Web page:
MayaPedal-Bicimaquina-Mill-1.jpgThe Bicimolino pedal-powered mill/grinder


In short, Maya Pedal turns scrap bicycle parts into all variety of human-powered municipal machinery: "water pumps, grinders, threshers, tile makers, nut shellers, blenders (for making soaps and shampoos as well as food products), trikes, trailers and more."


TaTapping into REculture for marketing, branding, sustainable design and promotion

Tata Chemicals have just launched a premium version of their IDEA design awardwinning, eco-friendly water purifier, the Tata Swach LaVita. Details of colour options and engraved floral patterns aside, what caught my attention was their deliberate and conscious decision to create re-usable packaging for the product.Here's the snippet from their press reports:

"It also comes in a ‘Wonder Pack’, which is a multipurpose unbreakable container that can be used to store dals, flour or other food items, thus ensuring reuse of the packaging material," the spokesperson said.


Nairobi's Dandora dump and the informal value chain


An informal chain of about 6,000 middlemen and women has long done the
dirty work for recycling companies. The self-employed pickers scavenge
through the sprawling 30-acre rubbish dump from dawn until dusk. They
then take their sacks to nearby weigh stations where small buyers
purchase them, eventually collecting enough to sell on to the informal
truck drivers, who deliver the loads to the recycling companies.
Pickers say they are lucky to make $2.50 in a day. (Photo Credit and
Text via BBC)

Related story from The Rwanda Times quotes wastepickers as claiming $6 a day income while women make around $3. Where's the Beeb getting its figures from?

eBay for Cooking Oil

The new online platform StayGreen Oil is matching vendors and buyers of used oil, increasing the efficiency of the marketplace. Typically the realm of informal and grassroots connections, secondary oil can now be traded securely.

StayGreen lets sellers list the location of their leftover oil on an online auction platform, with the goal of getting top-dollar by tapping into a wide network of buyers, whether “across the street or around the continent,” according to a press release. The site provides a digital platform to monitor collections, track supplier activity, deal with billing and payment, and receive analytics. Sellers can also invite individual buyers to purchase their used oil at a fixed price point, if they’re eager to avoid the variables of an auction.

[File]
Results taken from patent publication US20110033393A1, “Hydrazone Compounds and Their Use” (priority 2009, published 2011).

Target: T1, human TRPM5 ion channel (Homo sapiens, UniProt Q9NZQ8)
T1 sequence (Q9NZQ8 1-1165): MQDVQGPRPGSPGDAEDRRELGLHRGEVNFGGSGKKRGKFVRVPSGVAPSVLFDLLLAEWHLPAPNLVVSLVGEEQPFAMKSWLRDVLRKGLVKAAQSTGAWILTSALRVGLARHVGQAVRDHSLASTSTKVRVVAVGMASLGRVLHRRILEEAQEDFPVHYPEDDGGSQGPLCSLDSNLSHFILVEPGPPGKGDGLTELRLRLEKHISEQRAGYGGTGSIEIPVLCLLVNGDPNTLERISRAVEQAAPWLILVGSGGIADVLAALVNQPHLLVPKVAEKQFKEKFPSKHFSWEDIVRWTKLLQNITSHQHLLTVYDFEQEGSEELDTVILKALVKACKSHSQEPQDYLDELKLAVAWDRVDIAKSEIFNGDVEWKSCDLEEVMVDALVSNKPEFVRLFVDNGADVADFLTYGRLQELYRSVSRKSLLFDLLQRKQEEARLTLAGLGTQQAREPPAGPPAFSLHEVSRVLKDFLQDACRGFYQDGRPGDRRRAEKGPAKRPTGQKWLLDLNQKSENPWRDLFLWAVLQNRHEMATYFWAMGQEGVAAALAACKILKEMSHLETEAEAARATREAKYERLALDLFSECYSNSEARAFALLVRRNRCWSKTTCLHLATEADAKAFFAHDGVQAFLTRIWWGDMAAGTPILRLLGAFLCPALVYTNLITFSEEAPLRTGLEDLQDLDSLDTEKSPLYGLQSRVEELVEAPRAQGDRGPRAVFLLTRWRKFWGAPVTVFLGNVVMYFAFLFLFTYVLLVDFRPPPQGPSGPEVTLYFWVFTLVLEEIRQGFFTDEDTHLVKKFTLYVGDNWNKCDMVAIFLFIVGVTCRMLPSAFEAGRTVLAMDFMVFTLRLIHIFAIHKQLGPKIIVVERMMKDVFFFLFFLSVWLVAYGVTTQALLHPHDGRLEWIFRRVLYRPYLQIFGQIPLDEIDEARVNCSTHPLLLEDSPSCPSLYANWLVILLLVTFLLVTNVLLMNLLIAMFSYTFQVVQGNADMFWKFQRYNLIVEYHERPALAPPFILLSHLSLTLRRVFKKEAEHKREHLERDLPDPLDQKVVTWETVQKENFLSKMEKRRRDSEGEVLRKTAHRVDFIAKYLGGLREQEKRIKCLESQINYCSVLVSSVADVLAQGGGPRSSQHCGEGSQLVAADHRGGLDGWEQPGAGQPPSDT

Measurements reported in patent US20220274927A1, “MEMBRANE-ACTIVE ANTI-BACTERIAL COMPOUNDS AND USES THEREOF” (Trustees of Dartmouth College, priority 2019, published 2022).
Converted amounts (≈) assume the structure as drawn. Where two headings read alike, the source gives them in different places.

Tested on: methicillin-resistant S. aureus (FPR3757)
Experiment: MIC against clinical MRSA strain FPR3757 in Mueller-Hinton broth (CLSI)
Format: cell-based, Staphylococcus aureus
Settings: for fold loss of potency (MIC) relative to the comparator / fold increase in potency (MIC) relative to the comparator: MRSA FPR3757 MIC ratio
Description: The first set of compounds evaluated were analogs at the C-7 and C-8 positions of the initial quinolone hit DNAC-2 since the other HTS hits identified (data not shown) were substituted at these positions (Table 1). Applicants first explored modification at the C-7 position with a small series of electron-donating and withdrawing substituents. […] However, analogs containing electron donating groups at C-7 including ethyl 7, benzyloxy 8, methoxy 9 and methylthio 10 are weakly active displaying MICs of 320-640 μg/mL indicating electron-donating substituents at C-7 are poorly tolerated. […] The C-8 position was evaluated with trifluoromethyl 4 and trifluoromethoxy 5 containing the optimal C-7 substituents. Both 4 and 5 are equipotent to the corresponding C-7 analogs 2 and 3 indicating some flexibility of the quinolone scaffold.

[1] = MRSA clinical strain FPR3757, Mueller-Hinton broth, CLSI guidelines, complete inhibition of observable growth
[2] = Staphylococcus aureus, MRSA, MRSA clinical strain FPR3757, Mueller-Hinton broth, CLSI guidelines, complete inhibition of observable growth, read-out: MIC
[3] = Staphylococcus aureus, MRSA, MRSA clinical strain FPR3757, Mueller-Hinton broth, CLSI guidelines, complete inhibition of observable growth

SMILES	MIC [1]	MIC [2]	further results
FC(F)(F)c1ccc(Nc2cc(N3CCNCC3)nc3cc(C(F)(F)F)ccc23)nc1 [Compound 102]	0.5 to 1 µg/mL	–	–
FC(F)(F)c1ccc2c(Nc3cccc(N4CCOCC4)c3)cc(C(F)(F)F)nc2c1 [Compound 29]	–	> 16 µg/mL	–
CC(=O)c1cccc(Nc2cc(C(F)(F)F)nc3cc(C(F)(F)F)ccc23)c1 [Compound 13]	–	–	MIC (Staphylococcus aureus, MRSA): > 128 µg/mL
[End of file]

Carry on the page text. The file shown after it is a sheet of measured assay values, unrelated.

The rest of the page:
“Oil does not wear out,” says the StayGreen site, “it just gets dirty—so recycling it saves a valuable resource.” Used motor oil can get converted into lubricants or raw materials for industry—a much more efficient and environmentally friendly material than dipping into the supply of crude oil for the same purpose. 1 gallon of recycled oil, as opposed to 42 gallons of crude, can be converted into 2.5 quarts of an oil-based lubricant. 

Source: Good


On some level I was surprised to learn about the wastepickers of Europe


There are an estimated 80,000 waste pickers in Athens alone, profiled
in a recent feature film by Christos Karakepelis.I shouldn't have been
surprised; cities produce millions of tonnes of waste in all forms.
Though waste is usually considered a bi-product of a completed
manufacturing process (e.g. scrap metal, plastic packaging), the very
act of discarding waste creates a new 'raw material' to be
reprocessed, manufactured and sold. As long as that raw material has
value, there will be somebody out there extracting it from the garbage
dumps and trashcans of the world's cities. And in Greece right now
there are a whole lot more people looking for work that pays.